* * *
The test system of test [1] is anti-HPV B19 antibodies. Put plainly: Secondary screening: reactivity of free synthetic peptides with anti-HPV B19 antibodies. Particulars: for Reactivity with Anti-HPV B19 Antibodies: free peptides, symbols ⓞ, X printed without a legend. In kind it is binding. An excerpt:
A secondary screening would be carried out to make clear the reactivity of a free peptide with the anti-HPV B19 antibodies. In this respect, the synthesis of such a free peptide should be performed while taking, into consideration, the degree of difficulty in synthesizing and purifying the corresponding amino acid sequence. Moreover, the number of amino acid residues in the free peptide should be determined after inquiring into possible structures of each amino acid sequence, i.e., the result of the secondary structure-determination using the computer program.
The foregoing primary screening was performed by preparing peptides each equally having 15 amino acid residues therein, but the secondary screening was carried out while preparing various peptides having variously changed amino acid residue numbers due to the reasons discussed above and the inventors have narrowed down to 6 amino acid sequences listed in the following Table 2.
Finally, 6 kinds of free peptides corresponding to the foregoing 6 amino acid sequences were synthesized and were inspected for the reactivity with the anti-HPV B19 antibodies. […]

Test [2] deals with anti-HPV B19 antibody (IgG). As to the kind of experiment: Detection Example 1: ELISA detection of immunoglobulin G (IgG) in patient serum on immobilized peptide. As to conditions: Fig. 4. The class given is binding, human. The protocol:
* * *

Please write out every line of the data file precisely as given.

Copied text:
The test system of test [1] is anti-HPV B19 antibodies. Put plainly: Secondary screening: reactivity of free synthetic peptides with anti-HPV B19 antibodies. Particulars: for Reactivity with Anti-HPV B19 Antibodies: free peptides, symbols ⓞ, X printed without a legend. In kind it is binding. An excerpt:
A secondary screening would be carried out to make clear the reactivity of a free peptide with the anti-HPV B19 antibodies. In this respect, the synthesis of such a free peptide should be performed while taking, into consideration, the degree of difficulty in synthesizing and purifying the corresponding amino acid sequence. Moreover, the number of amino acid residues in the free peptide should be determined after inquiring into possible structures of each amino acid sequence, i.e., the result of the secondary structure-determination using the computer program.
The foregoing primary screening was performed by preparing peptides each equally having 15 amino acid residues therein, but the secondary screening was carried out while preparing various peptides having variously changed amino acid residue numbers due to the reasons discussed above and the inventors have narrowed down to 6 amino acid sequences listed in the following Table 2.
Finally, 6 kinds of free peptides corresponding to the foregoing 6 amino acid sequences were synthesized and were inspected for the reactivity with the anti-HPV B19 antibodies. […]

Test [2] deals with anti-HPV B19 antibody (IgG). As to the kind of experiment: Detection Example 1: ELISA detection of immunoglobulin G (IgG) in patient serum on immobilized peptide. As to conditions: Fig. 4. The class given is binding, human. The protocol: